DISCLAIMER: I do sysadmin work out of necessity, not by choice. Your mileage with these suggestions may vary. As always, exercise caution when making changes to your application’s architecture.
When scaling your MySQL-based web application, setting up multiple databases in a master-slave configuration can be a great way to distribute load. The procedure is well documented, and fairly straightforward.
- Any queries that change data (INSERT, UPDATE, ALTER, etc) are performed on the master
- These changes are replicated the slave server(s)
- Read queries can be performed on both the master and slave servers
The real advantage here is when a write query on the master locks a table, data from that table can still be read from a slave. WIN!
So once you have your master-slave setup running, you may notice that the slave servers periodically fall behind the master server. Usually, the lag is just a few seconds, but under certain circumstances, slave servers can lag dangerously behind (my personal best is just under one hour). Why? On the master server, multiple queries can be executed in parallel, but when the slave server reads queries from the binary log, they must be executed one at a time. While this may seem like a huge waste, it’s really the key to the replication sceme as it ensures that data on the slaves will exactly match that on the server once all of the queries have been executed.
Preventing Minimizing Lag & Being Smart About Laggy Data
- Optimize your queries - Because the slaves can’t replicate queries in parallel, this is your primary target. Break up large INSERT and UPDATE queries into several queries that deal with smaller data sets. And as an added bonus, optimized queries will make your entire application faster! </obvious>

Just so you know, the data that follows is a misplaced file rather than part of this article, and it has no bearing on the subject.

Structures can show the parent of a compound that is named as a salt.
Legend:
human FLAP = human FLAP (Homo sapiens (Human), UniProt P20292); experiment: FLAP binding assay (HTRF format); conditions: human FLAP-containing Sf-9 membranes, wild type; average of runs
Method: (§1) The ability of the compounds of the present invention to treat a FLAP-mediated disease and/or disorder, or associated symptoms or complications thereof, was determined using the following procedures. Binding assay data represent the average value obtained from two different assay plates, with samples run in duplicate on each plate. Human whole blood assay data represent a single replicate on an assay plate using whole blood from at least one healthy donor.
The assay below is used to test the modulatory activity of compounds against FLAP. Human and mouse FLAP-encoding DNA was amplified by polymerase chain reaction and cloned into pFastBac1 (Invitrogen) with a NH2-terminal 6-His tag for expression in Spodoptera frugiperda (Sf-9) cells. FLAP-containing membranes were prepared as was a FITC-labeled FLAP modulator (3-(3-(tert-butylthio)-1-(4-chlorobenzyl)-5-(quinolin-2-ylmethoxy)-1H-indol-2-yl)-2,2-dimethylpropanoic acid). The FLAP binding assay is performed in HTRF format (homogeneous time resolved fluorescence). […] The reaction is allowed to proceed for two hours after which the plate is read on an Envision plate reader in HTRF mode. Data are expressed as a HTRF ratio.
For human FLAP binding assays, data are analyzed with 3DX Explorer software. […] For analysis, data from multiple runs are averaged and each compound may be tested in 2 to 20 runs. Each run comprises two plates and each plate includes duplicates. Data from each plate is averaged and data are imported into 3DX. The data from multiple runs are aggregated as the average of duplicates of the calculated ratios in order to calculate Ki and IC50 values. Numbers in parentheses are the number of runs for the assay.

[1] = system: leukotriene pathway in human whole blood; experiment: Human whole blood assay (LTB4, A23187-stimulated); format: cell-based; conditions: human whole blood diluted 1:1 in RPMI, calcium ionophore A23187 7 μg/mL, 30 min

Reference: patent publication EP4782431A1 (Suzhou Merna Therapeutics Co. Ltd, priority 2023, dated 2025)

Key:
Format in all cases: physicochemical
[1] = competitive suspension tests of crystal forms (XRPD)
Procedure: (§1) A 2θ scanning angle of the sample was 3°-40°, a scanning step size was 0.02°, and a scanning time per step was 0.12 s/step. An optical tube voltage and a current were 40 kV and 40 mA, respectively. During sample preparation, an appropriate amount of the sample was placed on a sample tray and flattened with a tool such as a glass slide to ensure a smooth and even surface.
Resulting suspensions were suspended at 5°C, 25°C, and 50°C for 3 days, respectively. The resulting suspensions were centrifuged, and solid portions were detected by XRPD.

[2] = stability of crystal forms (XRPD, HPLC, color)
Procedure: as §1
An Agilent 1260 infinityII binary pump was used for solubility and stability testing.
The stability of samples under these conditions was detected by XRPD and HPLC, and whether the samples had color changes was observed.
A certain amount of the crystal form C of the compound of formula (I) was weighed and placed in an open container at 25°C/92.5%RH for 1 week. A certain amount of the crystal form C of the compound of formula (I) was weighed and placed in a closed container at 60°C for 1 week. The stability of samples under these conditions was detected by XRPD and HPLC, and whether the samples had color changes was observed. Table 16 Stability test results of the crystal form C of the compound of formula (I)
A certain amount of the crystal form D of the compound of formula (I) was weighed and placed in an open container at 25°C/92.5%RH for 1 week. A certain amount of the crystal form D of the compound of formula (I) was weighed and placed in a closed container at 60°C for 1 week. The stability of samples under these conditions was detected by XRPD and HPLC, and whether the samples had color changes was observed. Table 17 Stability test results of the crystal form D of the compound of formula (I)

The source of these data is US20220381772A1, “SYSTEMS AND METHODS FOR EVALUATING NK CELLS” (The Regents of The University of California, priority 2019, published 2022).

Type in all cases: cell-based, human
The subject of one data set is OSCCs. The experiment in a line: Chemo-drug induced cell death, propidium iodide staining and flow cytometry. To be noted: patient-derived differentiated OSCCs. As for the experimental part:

- Beef up your slave servers - Conventional logic may suggest that your master server should be your most powerful and that your slave servers can rely on less stellar hardware. However, your master will always be able to process queries more efficiently than the slaves. Once again, it’s because slaves execute each query sequentially. (Notice a pattern?) Chances are, disk IO is going to be your bottleneck. Consider investing in faster hard disks in a RAID configuration.
- Give lagging slaves a break - Throwing queries at a lagging slave is only going to make matters worse. Not only will it be less efficient when churning through the binary log, but you’re also much more likely to be working with outdated data set. Incorporate logic into your application to distribute load to your slaves intelligently based on their individual lag (don’t forget, you can always run SELECT queries on the master).
- Memcache your writes - When your slaves are lagging, you run the risk of accessing old data. A great way to minimize this risk is to cache all of your most recently written data in some kind of caching layer, I like Memcached. This can be tricky to do depending on how your application interfaces with your database, but if table rows are discretely representated inside your application (IE - rows translate to objects), and you can isolate changes to these individual rows, caching that data can be a great way to prevent inconsistency and improve performance.
Here are some outstanding resources with even more suggestions and detailed instructions on how to combat a stressfully high Seconds_Behind_Master.